This was the first year that I have watched the Eurovision Song Contest. When I did so, I had no idea how much I would enjoy it. Although the majority of the songs on the show were forgettable, the songs by Go_A (“Shum”), Manizha (“Russian Woman”), and Barbara Pravi (“Voila”) are all great songs that I still listen to. Even more incredible is that Barbara Pravi, who placed second in the contest, has turned her success into newfound popularity and has released a great full-length album. The record begins with her Eurovision song, “Voila,” and then proceeds with ten more gorgeous tracks. She performs in the song style called Chanson, a modern take on the polyphonic French music of the Renaissance. But there is nothing old fashioned about her music. Her subtle delivery is extremely powerful when combined with the beautiful songs selected for the album. This is a record that will probably be ignored by those who don’t know Pravi from the Eurovision show, and that is a shame because it is a timeless collection of modern Chanson.
Number 19: Chrissie Hynde
Standing In The Doorway: Chrissie Hynde Sings Bob Dylan
Bob Dylan songs have probably been covered more than any other artist than The Beatles, so it is very refreshing when a collection of Dylan songs gets such an intelligent treatment. On this album, Chrissie Hynde drops her iconic Pretenders rock and roll persona and delivers nine intimate covers of lesser known Dylan songs. Personally selected by Hynde, the songs are presented with minimal, acoustic instrumentation, a decision that pays off by allowing her distinctive voice to frame the poignancy of the lyrics inside a simple musical backdrop. Much like Dylan, Hynde’s best songs are poetry set to music, so she was well-suited to pick nine songs that sound as if she wrote them herself. This is an unexpected tribute from one legend to another and it works beautifully.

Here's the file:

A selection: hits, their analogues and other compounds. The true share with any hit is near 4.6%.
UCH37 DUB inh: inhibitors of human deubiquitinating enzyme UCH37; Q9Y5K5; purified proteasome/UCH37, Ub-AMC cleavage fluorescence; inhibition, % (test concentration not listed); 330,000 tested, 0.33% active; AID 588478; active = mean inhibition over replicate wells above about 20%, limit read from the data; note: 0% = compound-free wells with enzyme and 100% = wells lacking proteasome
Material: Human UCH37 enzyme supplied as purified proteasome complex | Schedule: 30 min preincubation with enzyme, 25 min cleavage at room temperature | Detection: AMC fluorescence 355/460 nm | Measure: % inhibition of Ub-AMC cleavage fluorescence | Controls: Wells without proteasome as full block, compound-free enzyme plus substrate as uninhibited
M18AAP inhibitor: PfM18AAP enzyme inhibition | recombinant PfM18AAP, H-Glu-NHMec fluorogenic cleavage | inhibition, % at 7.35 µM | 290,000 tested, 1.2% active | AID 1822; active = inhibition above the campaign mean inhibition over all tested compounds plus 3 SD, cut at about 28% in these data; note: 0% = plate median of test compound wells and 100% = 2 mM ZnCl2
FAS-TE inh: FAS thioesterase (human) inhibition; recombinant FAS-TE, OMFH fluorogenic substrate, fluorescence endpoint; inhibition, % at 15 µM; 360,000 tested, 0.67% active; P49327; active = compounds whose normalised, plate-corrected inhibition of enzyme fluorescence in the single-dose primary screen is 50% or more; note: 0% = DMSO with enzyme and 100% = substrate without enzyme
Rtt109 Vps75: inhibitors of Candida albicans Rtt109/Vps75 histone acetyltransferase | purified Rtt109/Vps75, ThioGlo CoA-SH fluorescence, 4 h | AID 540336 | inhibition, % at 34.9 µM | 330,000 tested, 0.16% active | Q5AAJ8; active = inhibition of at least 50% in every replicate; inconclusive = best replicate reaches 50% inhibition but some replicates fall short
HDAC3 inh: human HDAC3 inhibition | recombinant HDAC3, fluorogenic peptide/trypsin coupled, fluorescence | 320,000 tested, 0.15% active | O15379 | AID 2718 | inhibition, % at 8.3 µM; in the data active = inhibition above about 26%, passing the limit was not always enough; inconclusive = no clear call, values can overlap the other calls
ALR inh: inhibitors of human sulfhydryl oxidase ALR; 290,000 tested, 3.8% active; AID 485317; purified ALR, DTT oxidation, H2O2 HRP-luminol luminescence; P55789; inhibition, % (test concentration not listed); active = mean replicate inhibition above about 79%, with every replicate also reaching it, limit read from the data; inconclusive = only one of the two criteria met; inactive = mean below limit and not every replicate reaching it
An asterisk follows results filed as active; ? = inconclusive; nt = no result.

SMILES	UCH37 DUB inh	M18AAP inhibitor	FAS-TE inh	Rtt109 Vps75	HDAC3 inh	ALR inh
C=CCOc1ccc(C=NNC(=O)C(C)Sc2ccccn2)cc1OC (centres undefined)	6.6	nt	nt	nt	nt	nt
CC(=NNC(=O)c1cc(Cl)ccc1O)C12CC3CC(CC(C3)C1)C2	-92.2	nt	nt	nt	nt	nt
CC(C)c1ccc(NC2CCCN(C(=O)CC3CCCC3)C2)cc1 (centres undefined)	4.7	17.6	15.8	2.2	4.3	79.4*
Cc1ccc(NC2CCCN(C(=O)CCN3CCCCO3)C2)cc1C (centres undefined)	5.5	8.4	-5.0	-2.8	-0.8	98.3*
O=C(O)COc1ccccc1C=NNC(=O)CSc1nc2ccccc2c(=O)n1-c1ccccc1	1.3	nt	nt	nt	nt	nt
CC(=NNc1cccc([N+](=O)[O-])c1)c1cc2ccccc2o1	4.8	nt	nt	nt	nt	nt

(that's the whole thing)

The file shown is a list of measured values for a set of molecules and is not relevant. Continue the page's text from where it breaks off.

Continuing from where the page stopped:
Number 18: Durand Jones & The Indications
Number 17: Aaron Frazer
One of the most satisfying discoveries I made this year was the band Durand Jones & The Indications. They’ve only been around for four years, and they’ve already released three great albums. I listened to a lot of retro soul during the early part of the century (Daptone Records, Sharon Jones, Raphael Saadiq, Charles Bradley) but haven’t paid much attention to the genre over the last few years. Apparently I should have continued paying attention because vocalist Durand Jones and the rest of The Indications are as good at making this music as any of the original retro soul acts. Their third album, Private Space, is a classic piece of retro soul and showcases the talents of every member of the band, including the vocals of drummer Aaron Frazer. Unlike a lot of the original retro soul bands, The Indications focus their talent directly on the early ’70s soul of artists like Smokey Robinson, Isaac Hayes, and Marvin Gaye, and don’t rely on imitations of ’60s Atlantic and Stax artists like Aretha Franklin and Otis Redding. That isn’t to say that those original retro soul acts were wrong to go there, but it does mean that the music of The Indications stands out as something different in the retro soul genre that started twenty years ago. There isn’t a bad track on the album, and there is enough variety to keep your interest all the way through.